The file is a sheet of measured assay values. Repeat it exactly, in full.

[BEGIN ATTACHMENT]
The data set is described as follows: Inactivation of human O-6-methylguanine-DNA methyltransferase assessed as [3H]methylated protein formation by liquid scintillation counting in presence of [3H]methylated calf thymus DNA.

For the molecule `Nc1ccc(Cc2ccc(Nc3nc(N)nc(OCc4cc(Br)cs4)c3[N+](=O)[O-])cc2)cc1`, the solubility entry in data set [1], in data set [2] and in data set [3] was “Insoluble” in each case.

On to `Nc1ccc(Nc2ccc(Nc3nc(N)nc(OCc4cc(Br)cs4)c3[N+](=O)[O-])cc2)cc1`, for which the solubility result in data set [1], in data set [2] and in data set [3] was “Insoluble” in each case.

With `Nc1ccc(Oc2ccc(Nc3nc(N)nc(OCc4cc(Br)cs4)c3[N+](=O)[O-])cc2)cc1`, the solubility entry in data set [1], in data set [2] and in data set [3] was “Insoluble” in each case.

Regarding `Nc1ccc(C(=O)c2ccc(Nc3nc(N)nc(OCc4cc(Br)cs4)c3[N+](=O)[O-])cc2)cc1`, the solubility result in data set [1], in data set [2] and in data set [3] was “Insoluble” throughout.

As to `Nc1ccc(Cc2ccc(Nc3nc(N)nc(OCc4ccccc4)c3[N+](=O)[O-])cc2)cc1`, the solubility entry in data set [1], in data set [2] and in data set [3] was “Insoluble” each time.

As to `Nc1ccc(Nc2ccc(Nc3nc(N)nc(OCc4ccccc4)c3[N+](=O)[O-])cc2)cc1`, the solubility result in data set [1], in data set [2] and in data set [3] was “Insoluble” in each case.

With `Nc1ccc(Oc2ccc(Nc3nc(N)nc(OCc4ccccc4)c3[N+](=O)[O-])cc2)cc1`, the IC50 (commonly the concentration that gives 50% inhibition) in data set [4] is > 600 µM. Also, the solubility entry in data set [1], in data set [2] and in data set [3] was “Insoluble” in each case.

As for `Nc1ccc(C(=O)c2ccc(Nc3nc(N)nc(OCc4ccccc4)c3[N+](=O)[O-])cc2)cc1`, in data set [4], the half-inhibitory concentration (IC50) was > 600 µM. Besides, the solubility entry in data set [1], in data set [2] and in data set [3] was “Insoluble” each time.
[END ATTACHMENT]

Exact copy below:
The data set is described as follows: Inactivation of human O-6-methylguanine-DNA methyltransferase assessed as [3H]methylated protein formation by liquid scintillation counting in presence of [3H]methylated calf thymus DNA.

For the molecule `Nc1ccc(Cc2ccc(Nc3nc(N)nc(OCc4cc(Br)cs4)c3[N+](=O)[O-])cc2)cc1`, the solubility entry in data set [1], in data set [2] and in data set [3] was “Insoluble” in each case.

On to `Nc1ccc(Nc2ccc(Nc3nc(N)nc(OCc4cc(Br)cs4)c3[N+](=O)[O-])cc2)cc1`, for which the solubility result in data set [1], in data set [2] and in data set [3] was “Insoluble” in each case.

With `Nc1ccc(Oc2ccc(Nc3nc(N)nc(OCc4cc(Br)cs4)c3[N+](=O)[O-])cc2)cc1`, the solubility entry in data set [1], in data set [2] and in data set [3] was “Insoluble” in each case.

Regarding `Nc1ccc(C(=O)c2ccc(Nc3nc(N)nc(OCc4cc(Br)cs4)c3[N+](=O)[O-])cc2)cc1`, the solubility result in data set [1], in data set [2] and in data set [3] was “Insoluble” throughout.

As to `Nc1ccc(Cc2ccc(Nc3nc(N)nc(OCc4ccccc4)c3[N+](=O)[O-])cc2)cc1`, the solubility entry in data set [1], in data set [2] and in data set [3] was “Insoluble” each time.

As to `Nc1ccc(Nc2ccc(Nc3nc(N)nc(OCc4ccccc4)c3[N+](=O)[O-])cc2)cc1`, the solubility result in data set [1], in data set [2] and in data set [3] was “Insoluble” in each case.

With `Nc1ccc(Oc2ccc(Nc3nc(N)nc(OCc4ccccc4)c3[N+](=O)[O-])cc2)cc1`, the IC50 (commonly the concentration that gives 50% inhibition) in data set [4] is > 600 µM. Also, the solubility entry in data set [1], in data set [2] and in data set [3] was “Insoluble” in each case.

As for `Nc1ccc(C(=O)c2ccc(Nc3nc(N)nc(OCc4ccccc4)c3[N+](=O)[O-])cc2)cc1`, in data set [4], the half-inhibitory concentration (IC50) was > 600 µM. Besides, the solubility entry in data set [1], in data set [2] and in data set [3] was “Insoluble” each time.